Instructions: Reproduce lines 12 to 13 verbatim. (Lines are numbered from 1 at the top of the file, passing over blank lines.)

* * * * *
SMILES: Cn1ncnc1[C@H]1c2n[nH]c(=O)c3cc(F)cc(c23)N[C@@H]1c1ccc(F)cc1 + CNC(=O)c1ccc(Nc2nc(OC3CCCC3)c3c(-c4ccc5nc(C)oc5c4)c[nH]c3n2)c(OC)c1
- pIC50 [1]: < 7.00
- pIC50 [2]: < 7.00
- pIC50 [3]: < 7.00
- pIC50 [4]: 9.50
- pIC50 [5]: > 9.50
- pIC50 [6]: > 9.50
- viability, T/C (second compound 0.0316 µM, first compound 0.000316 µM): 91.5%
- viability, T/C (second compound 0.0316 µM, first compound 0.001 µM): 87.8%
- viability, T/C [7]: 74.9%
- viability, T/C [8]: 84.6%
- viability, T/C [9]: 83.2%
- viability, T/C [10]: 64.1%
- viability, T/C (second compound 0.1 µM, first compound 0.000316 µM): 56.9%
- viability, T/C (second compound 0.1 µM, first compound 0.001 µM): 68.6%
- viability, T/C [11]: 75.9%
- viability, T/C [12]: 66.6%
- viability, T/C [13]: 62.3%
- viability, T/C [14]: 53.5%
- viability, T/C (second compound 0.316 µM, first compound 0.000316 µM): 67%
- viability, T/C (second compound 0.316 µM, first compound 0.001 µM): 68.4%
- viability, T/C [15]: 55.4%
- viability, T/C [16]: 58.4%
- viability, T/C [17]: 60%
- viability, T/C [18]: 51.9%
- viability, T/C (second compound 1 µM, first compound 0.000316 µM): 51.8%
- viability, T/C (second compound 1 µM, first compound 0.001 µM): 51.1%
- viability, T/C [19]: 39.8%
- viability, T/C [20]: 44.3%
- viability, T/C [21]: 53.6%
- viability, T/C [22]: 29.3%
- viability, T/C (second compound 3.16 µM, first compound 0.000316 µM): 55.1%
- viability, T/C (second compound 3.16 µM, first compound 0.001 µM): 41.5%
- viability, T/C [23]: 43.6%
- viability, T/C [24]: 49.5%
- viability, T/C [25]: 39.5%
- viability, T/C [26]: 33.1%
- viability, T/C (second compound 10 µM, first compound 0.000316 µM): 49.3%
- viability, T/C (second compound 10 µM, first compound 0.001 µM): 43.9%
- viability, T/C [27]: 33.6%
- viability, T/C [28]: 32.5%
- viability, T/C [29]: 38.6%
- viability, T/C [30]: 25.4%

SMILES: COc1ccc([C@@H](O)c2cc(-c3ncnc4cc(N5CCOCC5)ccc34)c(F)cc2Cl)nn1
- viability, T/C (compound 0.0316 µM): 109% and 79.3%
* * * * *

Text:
- viability, T/C [9]: 83.2%
- viability, T/C [10]: 64.1%